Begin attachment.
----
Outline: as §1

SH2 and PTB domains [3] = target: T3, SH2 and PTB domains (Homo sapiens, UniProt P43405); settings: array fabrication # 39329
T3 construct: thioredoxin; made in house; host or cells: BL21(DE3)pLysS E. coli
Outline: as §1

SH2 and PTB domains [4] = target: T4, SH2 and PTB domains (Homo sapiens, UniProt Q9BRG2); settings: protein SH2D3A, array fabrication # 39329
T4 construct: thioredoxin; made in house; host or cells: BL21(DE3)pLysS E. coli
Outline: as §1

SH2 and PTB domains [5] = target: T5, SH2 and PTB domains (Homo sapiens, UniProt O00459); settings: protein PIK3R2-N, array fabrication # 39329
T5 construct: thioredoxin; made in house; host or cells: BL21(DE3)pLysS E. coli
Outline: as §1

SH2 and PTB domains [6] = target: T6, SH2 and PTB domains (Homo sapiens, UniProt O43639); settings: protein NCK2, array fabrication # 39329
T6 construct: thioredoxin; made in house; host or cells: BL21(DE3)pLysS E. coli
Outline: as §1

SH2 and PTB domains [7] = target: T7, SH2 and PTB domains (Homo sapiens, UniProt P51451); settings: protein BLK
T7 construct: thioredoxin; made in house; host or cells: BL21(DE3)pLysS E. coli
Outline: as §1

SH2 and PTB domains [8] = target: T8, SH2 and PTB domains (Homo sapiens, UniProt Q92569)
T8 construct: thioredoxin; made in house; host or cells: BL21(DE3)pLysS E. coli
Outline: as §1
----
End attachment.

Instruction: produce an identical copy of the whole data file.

Outline: as §1

SH2 and PTB domains [3] = target: T3, SH2 and PTB domains (Homo sapiens, UniProt P43405); settings: array fabrication # 39329
T3 construct: thioredoxin; made in house; host or cells: BL21(DE3)pLysS E. coli
Outline: as §1

SH2 and PTB domains [4] = target: T4, SH2 and PTB domains (Homo sapiens, UniProt Q9BRG2); settings: protein SH2D3A, array fabrication # 39329
T4 construct: thioredoxin; made in house; host or cells: BL21(DE3)pLysS E. coli
Outline: as §1

SH2 and PTB domains [5] = target: T5, SH2 and PTB domains (Homo sapiens, UniProt O00459); settings: protein PIK3R2-N, array fabrication # 39329
T5 construct: thioredoxin; made in house; host or cells: BL21(DE3)pLysS E. coli
Outline: as §1

SH2 and PTB domains [6] = target: T6, SH2 and PTB domains (Homo sapiens, UniProt O43639); settings: protein NCK2, array fabrication # 39329
T6 construct: thioredoxin; made in house; host or cells: BL21(DE3)pLysS E. coli
Outline: as §1

SH2 and PTB domains [7] = target: T7, SH2 and PTB domains (Homo sapiens, UniProt P51451); settings: protein BLK
T7 construct: thioredoxin; made in house; host or cells: BL21(DE3)pLysS E. coli
Outline: as §1

SH2 and PTB domains [8] = target: T8, SH2 and PTB domains (Homo sapiens, UniProt Q92569)
T8 construct: thioredoxin; made in house; host or cells: BL21(DE3)pLysS E. coli
Outline: as §1